The journey hasn’t been without setbacks — expansive plans for Germany to enter the cannabis market by 2024 were curtailed by the EU in March 2023. However, the country’s cabinet has voted in favor of a bill that allows for the private cultivation of cannabis plants in Germany, and for the drug to be sold in non-profit cannabis clubs. Germans over the age of 18 may also hold up to 25 grams for personal possession. This draft law will be in place for the next five years, after which the issue may be revisited. In the meantime, Germany will investigate how a legal supply chain affects young people and whether it results in fewer sales of cannabis on the black market.
Between 2022 and 2023, the Czech Republic, Luxembourg and the Netherlands all made announcements regarding changes to their cannabis laws. A similar trend happened in Asia when Thailand’s legalization of home-cultivated cannabis sparked a domino effect that saw even conservative countries like Japan, Malaysia, South Korea and Taiwan either move forward with legalization for medical use or loosen their laws around personal possession.
These are small steps forward, but subtle changes over time could eventually result in a successful global cannabis market. Indeed, some experts believe that a slow rollout will help regions like Europe avoid the abrupt boom-and-bust cycle that has plagued the Canadian market after recreational use was legalized overnight.
How to invest in cannabis cultivation and exports?
Cannabis cultivation is another profitable sector, and some South American countries are setting up shop as international markets. South America has ideal conditions for growing cannabis outdoors, and can easily produce mass quantities of the plant at a fraction of what it costs to grow cannabis in large climate-controlled greenhouses like in North America and Europe.
Colombia, where the climate is less humid, has become a major player in this sector. Currently, Colombia’s laws don’t allow the domestic sale of cannabis, but the cultivation and export of cannabis products and dried flower is perfectly legal. The country exported US$8.4 million worth of cannabis in 2022, and neighboring countries have taken notice. Argentina has plans to export as much as US$50 million worth of cannabis by 2025, and leaders are in talks to institute a domestic market for medical cannabis with a sales target of around US$500 million.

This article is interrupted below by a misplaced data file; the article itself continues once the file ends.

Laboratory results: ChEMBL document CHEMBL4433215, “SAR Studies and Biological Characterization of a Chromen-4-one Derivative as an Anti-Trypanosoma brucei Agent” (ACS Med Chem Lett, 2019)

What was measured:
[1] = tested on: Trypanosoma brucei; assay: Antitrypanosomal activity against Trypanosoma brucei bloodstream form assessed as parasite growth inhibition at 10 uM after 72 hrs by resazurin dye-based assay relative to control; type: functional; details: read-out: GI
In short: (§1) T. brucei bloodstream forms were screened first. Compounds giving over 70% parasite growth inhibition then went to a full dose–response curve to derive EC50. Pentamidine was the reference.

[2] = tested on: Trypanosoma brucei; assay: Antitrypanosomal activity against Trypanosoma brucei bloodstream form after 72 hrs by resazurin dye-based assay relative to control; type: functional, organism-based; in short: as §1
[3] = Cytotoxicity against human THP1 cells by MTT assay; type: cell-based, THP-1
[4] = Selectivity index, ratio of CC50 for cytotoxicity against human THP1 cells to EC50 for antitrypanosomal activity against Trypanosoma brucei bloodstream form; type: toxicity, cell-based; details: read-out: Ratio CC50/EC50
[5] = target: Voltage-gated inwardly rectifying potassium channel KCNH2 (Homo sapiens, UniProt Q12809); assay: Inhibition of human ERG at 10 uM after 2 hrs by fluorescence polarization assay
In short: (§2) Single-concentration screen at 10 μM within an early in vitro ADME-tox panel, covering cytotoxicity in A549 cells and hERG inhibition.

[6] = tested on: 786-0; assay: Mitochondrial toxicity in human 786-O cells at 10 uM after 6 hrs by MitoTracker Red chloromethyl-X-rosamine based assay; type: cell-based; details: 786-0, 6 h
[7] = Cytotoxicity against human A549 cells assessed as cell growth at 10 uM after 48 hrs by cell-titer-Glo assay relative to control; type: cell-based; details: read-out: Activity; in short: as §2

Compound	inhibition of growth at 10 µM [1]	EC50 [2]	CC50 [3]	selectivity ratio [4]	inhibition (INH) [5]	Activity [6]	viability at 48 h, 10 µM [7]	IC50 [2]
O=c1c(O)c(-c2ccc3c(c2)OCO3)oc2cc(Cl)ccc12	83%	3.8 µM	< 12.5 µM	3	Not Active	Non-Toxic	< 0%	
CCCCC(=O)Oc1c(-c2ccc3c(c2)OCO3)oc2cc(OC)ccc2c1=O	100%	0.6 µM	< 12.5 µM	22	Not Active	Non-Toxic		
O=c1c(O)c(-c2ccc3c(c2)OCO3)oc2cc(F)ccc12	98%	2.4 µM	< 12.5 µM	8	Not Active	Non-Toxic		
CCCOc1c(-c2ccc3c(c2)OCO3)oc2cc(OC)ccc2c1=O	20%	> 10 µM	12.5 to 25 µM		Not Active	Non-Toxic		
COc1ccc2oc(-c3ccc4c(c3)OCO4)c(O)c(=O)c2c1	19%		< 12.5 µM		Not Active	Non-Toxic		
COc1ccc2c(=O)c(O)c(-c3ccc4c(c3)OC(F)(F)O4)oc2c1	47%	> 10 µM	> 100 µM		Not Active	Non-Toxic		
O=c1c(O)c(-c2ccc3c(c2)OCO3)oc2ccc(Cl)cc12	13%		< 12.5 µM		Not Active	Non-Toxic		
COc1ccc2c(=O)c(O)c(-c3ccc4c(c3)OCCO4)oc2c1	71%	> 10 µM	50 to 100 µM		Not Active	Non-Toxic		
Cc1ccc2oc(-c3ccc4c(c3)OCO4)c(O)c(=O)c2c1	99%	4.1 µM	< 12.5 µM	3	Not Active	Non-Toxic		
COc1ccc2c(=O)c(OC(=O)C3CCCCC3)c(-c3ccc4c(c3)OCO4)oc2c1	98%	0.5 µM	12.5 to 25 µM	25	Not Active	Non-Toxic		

All of this is to say that investors don’t need to limit themselves to the North American market if they want to invest in cannabis. Cannabis cultivation companies that currently have operations in South America include PharmaCielo (TSXV:PCLO,OTCQX:PCLOF), Clever Leaves (NASDAQ:CLVR) and Khiron Life Sciences (OTC Pink:KHRNF), although they are not the only options,
How to invest in cannabis ETFs?
If you really know your cannabis companies, then you could enjoy larger gains by simply investing in those specific firms. However, if you want to play it safer or you aren’t overly familiar with the cannabis space, it could be a good idea to check out cannabis exchange-traded funds (ETFs).
Cannabis ETFs provide broad exposure to stocks in the sector and take the guesswork out of cherry picking which stock to bet on. That said, one issue with ETFs is that like any other group dynamic, if one stock drops off it brings the whole fund down proportionally with it. Of course, the opposite is also true.
Recently, investors have seen the addition of new ETFs offering exposure to the US market, including firms with entries into the hemp space, thanks to the sales of CBD products.
For a list of cannabis ETFs to consider, click here.
Final thoughts on how to invest in cannabis
No matter which way you slice it — or grind it, in this case — the cannabis market is continuing to grow and looks like it will keep expanding in the future. Whether you invest in cannabis ETFs, national or international cannabis stocks, or if you’re still waiting on the sidelines for companies with more maturity, this industry is one to watch.
Securities Disclosure: I, Meagen Seatter, hold no direct investment interest in any company mentioned in this article.